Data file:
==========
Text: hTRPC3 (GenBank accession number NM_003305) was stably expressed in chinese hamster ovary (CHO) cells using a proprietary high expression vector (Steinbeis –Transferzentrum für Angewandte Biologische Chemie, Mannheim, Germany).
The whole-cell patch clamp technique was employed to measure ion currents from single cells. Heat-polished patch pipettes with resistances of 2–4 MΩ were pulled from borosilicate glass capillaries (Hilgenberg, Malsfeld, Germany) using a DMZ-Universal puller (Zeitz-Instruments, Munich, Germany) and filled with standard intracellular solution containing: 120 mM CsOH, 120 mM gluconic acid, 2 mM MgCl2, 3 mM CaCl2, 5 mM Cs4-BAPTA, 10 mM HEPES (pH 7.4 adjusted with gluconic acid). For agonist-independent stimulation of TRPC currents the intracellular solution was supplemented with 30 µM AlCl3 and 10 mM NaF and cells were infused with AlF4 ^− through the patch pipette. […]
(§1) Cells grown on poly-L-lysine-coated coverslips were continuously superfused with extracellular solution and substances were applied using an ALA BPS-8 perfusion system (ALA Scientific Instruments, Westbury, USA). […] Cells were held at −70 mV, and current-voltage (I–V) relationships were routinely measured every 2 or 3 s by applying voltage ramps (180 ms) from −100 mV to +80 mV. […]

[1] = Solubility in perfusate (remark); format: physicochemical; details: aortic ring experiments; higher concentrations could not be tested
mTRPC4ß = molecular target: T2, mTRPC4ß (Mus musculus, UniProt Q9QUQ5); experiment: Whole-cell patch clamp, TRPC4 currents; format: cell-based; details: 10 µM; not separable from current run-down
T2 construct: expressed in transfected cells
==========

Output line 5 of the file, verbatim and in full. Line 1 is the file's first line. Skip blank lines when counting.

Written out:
mTRPC4ß = molecular target: T2, mTRPC4ß (Mus musculus, UniProt Q9QUQ5); experiment: Whole-cell patch clamp, TRPC4 currents; format: cell-based; details: 10 µM; not separable from current run-down